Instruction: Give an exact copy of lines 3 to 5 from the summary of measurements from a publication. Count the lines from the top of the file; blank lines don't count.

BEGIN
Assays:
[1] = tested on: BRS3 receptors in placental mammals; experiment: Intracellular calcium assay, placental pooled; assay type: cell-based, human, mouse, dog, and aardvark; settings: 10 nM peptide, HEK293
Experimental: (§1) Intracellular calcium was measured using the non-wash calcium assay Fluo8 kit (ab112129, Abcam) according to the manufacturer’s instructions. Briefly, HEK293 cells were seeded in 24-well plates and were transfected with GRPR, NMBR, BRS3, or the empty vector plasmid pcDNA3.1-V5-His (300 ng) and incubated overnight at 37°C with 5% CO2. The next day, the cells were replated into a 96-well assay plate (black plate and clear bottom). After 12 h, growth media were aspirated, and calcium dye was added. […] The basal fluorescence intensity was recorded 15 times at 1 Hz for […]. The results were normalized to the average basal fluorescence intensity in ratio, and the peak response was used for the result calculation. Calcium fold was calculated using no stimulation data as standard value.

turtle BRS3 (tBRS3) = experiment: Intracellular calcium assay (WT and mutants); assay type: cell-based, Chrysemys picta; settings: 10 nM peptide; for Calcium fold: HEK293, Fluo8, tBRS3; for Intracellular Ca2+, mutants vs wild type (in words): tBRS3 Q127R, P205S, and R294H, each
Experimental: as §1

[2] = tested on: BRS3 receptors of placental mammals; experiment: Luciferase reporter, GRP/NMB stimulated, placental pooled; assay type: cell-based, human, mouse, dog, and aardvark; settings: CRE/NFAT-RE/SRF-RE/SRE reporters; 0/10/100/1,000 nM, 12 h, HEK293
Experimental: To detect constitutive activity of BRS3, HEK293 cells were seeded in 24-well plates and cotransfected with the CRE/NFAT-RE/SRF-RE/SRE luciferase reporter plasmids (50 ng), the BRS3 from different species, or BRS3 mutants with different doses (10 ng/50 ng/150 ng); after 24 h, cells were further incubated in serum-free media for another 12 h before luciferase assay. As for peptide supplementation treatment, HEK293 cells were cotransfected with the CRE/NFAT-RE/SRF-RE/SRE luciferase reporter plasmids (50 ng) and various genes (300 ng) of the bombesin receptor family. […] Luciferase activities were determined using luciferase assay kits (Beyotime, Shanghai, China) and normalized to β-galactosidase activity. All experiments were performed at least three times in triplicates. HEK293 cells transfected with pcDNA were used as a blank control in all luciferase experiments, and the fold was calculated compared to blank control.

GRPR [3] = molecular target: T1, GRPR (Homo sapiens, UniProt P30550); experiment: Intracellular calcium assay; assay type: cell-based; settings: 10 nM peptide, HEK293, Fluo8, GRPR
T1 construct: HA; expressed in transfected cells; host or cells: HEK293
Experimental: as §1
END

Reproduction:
Experimental: (§1) Intracellular calcium was measured using the non-wash calcium assay Fluo8 kit (ab112129, Abcam) according to the manufacturer’s instructions. Briefly, HEK293 cells were seeded in 24-well plates and were transfected with GRPR, NMBR, BRS3, or the empty vector plasmid pcDNA3.1-V5-His (300 ng) and incubated overnight at 37°C with 5% CO2. The next day, the cells were replated into a 96-well assay plate (black plate and clear bottom). After 12 h, growth media were aspirated, and calcium dye was added. […] The basal fluorescence intensity was recorded 15 times at 1 Hz for […]. The results were normalized to the average basal fluorescence intensity in ratio, and the peak response was used for the result calculation. Calcium fold was calculated using no stimulation data as standard value.

turtle BRS3 (tBRS3) = experiment: Intracellular calcium assay (WT and mutants); assay type: cell-based, Chrysemys picta; settings: 10 nM peptide; for Calcium fold: HEK293, Fluo8, tBRS3; for Intracellular Ca2+, mutants vs wild type (in words): tBRS3 Q127R, P205S, and R294H, each
Experimental: as §1